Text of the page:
Would you let your child become a competitive shooter? Meet 10-year-old Shyanne Roberts, who is out to prove that kids and guns don't always mean disaster: http://cnn.it/1rIpaNE
Posted by CNN on Friday, October 17, 2014
She picks up the custom handgun painted in her favorite colors, purple and black.
Her long, black braid bounces slightly with each of the six shots she fires. Metal pings signify when she’s hit the mark. She runs to the next target. Nine more shots. Reload.
Meet Shyanne Roberts, a 10-year-old competitive shooter who is out to prove something: Children with guns don’t always mean disaster.
“I want to be an inspiration to other kids and be a leader,” said the girl. “Kids and guns don’t always mean bad things happen.”
Shyanne competes alongside junior shooters, who are participants younger than 18, and even adults. Last year, she beat out adult women to place second in the Women’s Division of the New Jersey Ruger Rimfire Challenge.
On October 31, she will square off against 200 of the top women shooters at the Brownell’s Lady 3-Gun Pro-Am Challenge in Covington, Georgia. Shyanne is the youngest competitive shooter registered at the female-only event, according to the match director. The top shooter has a chance to win $5,000, as well as items from a prize table of guns, ammo and more.
The Franklinville, New Jersey, girl, who now has more than 20 sponsors, started learning gun safety when she was 5. After she could recite the rules and had grasped what guns can do, around age 6, her father started taking her to a gun range. Dan Roberts is a certified firearms instructor and a single dad. He has custody of Shyanne and her younger brother.
Shyanne’s natural talent turned into a passion and at 7, the young athlete started competing in local matches. Physically, a competitive shooter needs to have good hand and forearm strength, as well as the ability to handle the firearm’s sometimes-strong recoil. Good technique also helps.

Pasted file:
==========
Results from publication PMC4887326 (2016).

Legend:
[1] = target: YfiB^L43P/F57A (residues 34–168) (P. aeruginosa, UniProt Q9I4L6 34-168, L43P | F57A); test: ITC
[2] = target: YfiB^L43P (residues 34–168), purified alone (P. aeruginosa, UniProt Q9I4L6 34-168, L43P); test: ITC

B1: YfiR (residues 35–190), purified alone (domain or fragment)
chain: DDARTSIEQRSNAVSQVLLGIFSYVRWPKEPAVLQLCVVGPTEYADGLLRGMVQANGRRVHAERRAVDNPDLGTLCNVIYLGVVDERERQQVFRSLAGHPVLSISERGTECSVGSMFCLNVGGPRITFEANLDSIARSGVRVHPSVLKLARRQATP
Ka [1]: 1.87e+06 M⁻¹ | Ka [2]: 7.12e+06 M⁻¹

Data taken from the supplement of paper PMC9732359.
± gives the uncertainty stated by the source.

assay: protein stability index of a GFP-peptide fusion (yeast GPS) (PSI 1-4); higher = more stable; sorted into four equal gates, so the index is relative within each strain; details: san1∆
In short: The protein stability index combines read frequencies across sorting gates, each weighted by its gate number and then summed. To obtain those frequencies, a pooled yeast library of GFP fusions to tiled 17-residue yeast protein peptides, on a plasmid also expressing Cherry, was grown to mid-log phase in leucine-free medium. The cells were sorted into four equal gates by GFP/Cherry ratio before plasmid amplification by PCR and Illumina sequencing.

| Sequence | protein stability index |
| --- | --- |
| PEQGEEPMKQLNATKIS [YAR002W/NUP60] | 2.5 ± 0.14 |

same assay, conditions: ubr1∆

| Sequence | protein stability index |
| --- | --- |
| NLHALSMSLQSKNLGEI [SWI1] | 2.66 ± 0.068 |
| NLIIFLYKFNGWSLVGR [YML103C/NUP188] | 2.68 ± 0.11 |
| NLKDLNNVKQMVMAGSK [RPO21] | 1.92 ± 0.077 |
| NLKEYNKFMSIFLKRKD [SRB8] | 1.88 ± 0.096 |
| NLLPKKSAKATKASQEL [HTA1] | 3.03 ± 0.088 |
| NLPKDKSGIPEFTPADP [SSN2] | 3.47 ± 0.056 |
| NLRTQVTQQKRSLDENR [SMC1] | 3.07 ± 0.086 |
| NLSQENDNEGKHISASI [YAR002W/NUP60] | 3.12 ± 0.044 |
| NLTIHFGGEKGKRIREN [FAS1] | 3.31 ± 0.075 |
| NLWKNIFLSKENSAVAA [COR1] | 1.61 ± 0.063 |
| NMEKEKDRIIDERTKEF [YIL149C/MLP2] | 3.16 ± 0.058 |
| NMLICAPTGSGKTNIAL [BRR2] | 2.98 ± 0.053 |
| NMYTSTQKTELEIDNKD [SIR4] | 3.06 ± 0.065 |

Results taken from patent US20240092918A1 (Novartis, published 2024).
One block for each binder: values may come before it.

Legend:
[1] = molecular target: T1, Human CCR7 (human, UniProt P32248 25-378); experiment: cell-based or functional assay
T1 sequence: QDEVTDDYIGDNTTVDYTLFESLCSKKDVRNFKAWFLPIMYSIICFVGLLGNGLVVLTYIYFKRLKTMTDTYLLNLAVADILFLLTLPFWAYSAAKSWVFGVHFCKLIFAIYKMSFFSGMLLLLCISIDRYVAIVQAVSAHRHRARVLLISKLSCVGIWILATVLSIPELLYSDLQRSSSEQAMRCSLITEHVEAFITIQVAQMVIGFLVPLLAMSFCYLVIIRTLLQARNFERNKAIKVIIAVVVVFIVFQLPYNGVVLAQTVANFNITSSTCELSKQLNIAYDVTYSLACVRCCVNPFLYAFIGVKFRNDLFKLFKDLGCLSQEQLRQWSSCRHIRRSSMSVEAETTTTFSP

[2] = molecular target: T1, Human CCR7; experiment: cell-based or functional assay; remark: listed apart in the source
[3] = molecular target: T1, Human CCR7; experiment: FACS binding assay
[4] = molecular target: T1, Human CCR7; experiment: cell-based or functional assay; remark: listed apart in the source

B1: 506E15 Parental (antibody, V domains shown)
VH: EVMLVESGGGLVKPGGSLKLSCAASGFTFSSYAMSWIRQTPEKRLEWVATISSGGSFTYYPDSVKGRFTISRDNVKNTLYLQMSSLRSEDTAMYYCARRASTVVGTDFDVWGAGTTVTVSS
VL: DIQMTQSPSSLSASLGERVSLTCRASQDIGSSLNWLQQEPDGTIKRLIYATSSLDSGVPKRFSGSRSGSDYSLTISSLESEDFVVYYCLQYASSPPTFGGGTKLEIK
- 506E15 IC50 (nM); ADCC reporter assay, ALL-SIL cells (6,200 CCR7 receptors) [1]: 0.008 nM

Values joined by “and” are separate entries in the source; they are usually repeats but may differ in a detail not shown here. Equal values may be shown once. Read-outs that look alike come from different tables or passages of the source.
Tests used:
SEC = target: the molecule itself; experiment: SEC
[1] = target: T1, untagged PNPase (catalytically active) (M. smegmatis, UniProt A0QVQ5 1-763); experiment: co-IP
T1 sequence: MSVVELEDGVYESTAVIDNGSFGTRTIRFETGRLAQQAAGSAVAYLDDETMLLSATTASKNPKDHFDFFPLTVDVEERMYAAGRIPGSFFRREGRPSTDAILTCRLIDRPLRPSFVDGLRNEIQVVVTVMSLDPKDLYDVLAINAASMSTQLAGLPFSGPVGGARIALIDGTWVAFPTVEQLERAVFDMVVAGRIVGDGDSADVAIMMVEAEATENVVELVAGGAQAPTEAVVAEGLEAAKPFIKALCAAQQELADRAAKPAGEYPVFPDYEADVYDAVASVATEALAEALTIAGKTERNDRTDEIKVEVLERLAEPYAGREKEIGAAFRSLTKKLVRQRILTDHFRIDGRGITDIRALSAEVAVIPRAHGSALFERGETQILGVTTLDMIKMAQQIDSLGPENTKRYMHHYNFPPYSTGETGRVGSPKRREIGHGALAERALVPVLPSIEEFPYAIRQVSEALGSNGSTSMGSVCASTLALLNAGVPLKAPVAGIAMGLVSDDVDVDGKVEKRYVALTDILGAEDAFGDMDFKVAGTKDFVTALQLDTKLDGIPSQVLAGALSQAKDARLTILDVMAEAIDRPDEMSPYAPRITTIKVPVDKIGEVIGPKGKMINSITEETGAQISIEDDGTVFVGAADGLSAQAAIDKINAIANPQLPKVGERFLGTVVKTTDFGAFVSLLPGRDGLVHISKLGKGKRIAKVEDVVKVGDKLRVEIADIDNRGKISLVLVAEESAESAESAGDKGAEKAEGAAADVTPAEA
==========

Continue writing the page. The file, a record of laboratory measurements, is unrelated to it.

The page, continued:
Not every child is ready to wield a gun
When asked how he feels about his daughter using a gun, her father said, “I feel very comfortable because I know she’s been extraordinarily well-trained at how to be safe. I could have a fully loaded machine gun, and she would not dream of touching it because the curiosity factor has been eliminated.”
Roberts believes early firearm education and training are the keys to reducing gun accidents. He argues that if kids knew about guns at a young age, their curiosity wouldn’t get the best of them, leaving tragedy in their trail.
Even under direct supervision, giving kids access to guns can be deadly. A 9-year-old girl accidentally shot and killed her instructor with a submachine gun called an Uzi in August, causing anti-gun activists to reiterate their objections to allowing guns anywhere around children.
Roberts balks at the notion that training children to use guns poses an increased danger.
“We can teach fourth-graders safe-sex practices, but we can’t mention teaching firearm education in a public grade school without anti-gun groups having a complete meltdown. … It’s completely ludicrous,” he said.
Not everyone is convinced that teaching gun safety at a young age is the key to preventing accidents. Dan Gross, president of the Brady Campaign and Brady Center to Prevent Gun Violence, says it’s not enough.
“It’s not to say that teaching your kids gun safety can’t help, but relying on that alone is an extremely dangerous mentality,” Gross said. “I see tragedies every day that wind up occurring because a parent thought that their child knew better.”
Roberts trusts his daughter, but that doesn’t mean he believes that every child, or even adult, is ready to wield a gun.
“As an instructor for over a decade, I’ve been around adults that shouldn’t be within 10 feet of a slingshot,” he said. “I have a 10-year-old daughter that’s a competitive athlete. It really depends on the kids involved.”
‘It’s not just a hobby’
The fifth-grader’s determination to win a national title before she’s an adult shows in how she talks about her career — “It’s not a hobby; it’s what I want to do!” she insists.
There aren’t many children beating adults at matches, at least not since KC Eusebio. The California native started shooting competitively at 8. By the time he was 10, he became the youngest Master shooter in the history of the United States Practical Shooting Association. Eusebio, who is in his mid-20s, is a professional shooter for Glock’s competitive shooting team.
Read more: CNN